OAKLAND, Calif. — Major League Baseball made a plethora of rule changes for this year, but baseball is still the same game at its core: three strikes and you’re out, three outs and the inning turns over.
That second part got a bit confused on Sunday.
In the sixth inning, the Athletics ran off the field after recording their second out — a force play at second base. The Giants followed suit, taking the field to warm up for the bottom half. Everything looked normal.
Except seemingly everyone on the field didn’t realize that the force out was only the second, not the third, out.
After the game, a 9-5 Giants victory, manager Gabe Kapler explained that the confusion came down to everyone reacting to the reactions.
“Have you seen any of those videos where two people are together and one person is acting like something crazy’s happening and the other person reacts to that thing that’s happening?” Kapler said postgame. “So if I went like this and you were near me, you’d be like ‘Oh shit, what’s happening?’ Well, that’s what happened on the field. I’m talking about everybody in the stadium, the same thing: scoreboard outs, dugouts, umpires.”
Kapler said it wasn’t just Oakland second baseman Tony Kemp’s body language that threw things off-kilter. “The whole field was orchestrated like that’s the last out of the inning,” Kapler said.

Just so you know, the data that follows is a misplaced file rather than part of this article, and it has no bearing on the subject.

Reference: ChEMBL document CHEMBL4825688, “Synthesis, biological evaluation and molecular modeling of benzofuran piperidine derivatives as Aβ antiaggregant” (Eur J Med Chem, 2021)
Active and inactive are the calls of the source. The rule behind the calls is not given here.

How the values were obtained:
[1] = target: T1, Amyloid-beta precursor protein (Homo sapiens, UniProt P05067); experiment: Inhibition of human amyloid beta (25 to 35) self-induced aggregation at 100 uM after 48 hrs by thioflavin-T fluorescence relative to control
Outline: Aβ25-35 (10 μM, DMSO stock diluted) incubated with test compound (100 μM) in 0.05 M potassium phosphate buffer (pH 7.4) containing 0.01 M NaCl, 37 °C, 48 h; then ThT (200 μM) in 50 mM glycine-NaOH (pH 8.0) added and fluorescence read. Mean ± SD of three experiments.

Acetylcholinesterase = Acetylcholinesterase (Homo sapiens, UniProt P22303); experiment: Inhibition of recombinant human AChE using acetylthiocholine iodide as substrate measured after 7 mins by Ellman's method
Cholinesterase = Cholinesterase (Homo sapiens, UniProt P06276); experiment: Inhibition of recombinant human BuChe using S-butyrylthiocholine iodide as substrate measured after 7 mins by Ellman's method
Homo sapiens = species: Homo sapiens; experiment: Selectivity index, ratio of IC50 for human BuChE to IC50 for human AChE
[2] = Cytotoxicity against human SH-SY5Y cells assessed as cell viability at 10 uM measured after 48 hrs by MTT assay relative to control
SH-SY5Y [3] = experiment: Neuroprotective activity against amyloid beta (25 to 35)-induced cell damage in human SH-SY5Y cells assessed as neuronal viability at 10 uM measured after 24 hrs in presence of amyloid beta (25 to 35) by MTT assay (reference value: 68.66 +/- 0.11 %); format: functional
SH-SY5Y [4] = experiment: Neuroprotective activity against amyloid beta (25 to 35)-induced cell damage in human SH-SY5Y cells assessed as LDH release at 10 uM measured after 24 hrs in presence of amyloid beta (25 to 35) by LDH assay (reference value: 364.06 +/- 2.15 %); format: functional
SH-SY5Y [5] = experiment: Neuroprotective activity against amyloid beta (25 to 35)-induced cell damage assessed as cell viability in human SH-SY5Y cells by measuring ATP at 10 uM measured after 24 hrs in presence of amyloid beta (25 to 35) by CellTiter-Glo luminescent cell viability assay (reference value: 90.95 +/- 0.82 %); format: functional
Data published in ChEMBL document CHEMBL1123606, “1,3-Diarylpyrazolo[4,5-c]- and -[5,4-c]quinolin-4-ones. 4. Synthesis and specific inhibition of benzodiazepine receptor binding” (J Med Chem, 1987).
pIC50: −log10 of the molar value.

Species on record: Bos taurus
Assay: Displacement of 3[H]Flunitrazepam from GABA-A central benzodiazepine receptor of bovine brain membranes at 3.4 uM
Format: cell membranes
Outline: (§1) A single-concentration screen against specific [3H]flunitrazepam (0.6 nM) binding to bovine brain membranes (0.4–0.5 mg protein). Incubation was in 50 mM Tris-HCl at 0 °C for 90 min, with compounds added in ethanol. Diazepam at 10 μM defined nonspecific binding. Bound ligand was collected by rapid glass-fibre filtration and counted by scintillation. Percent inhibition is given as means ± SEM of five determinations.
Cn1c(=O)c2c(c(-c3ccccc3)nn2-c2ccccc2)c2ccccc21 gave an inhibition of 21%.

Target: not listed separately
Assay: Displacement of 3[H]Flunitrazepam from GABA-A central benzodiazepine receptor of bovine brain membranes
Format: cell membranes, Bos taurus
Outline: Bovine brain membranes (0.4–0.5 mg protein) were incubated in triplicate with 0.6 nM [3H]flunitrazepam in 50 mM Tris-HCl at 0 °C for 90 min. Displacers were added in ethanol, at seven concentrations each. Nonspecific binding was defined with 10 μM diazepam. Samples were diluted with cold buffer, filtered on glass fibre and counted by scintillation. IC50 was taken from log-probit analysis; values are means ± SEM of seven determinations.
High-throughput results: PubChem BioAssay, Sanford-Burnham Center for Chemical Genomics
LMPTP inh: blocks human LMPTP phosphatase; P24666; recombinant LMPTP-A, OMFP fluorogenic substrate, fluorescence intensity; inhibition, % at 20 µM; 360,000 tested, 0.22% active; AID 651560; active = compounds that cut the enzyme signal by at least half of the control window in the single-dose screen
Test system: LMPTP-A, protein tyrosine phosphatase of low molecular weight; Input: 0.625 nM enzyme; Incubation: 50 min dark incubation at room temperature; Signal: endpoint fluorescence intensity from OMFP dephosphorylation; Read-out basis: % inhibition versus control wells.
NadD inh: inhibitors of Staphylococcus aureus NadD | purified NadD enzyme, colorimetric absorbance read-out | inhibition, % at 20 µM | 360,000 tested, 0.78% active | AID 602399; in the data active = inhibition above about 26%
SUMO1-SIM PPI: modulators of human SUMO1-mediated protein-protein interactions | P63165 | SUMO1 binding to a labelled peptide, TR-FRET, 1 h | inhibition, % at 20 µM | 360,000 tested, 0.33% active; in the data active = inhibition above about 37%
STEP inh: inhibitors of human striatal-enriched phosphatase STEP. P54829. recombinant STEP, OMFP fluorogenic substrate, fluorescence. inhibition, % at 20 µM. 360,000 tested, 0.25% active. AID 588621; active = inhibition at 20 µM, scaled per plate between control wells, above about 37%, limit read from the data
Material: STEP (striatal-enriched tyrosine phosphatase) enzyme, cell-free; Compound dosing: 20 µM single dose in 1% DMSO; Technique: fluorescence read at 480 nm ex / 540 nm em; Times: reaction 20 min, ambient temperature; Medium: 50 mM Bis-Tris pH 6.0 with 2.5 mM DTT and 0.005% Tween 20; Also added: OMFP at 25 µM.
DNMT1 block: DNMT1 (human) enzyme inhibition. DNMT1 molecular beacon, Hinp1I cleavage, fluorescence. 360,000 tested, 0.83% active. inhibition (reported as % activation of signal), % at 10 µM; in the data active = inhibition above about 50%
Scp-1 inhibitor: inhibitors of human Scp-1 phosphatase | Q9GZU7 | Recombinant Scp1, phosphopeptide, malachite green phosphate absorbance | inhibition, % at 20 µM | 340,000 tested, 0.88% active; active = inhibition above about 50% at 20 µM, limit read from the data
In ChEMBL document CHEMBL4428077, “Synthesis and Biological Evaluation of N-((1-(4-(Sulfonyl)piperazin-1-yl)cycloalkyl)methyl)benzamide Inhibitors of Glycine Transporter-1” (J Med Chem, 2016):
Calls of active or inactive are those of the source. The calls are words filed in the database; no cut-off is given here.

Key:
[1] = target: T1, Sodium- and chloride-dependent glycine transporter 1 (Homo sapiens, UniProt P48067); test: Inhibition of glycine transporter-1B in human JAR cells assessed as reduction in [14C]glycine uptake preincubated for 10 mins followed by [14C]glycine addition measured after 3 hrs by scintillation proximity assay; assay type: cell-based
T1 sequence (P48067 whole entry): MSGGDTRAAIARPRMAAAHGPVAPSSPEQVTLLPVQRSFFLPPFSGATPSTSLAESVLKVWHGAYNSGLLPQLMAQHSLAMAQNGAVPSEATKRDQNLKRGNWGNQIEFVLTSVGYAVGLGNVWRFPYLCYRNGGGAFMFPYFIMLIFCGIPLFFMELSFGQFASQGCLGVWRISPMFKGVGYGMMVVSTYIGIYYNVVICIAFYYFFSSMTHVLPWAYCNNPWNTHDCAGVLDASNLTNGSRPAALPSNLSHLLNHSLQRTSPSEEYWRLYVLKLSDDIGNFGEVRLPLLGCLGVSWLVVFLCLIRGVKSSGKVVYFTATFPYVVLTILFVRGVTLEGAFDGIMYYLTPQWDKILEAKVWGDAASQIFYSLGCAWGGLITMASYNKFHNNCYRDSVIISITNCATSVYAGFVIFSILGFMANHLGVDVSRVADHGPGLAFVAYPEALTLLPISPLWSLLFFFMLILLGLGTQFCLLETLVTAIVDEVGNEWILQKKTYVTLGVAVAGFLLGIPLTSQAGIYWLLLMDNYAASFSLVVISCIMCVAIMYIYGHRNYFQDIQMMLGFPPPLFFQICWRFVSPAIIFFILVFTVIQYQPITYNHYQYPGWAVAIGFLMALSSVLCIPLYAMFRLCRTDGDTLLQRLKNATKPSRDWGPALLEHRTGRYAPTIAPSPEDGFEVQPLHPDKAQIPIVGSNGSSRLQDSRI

Once the Giants realized what was happening, they called up to their replay room to confirm their suspicions. Kapler signaled to home plate umpire Bill Miller and Athletics manager Mark Kotsay, and a brief chat followed.
Miller made call to confirm the mistake, too, Kapler said. All the while, the Giants were warming up on the field as if it was their turn to play defense.
During the warm-up, pitcher Alex Wood thought the mix-up was because the umpires were trying to fix the mound dirt.
“I didn’t realize it was all about the outs,” Wood said. “That was a first, for sure…I had no idea. They thought there was three outs, we thought there were three outs. I don’t know who caught it.”
It’s still spring training for everyone.
“I think the way the players reacted on the field, it was just one big deke,” Kapler said. “I thought it was really funny. I’ve never seen that before in baseball.”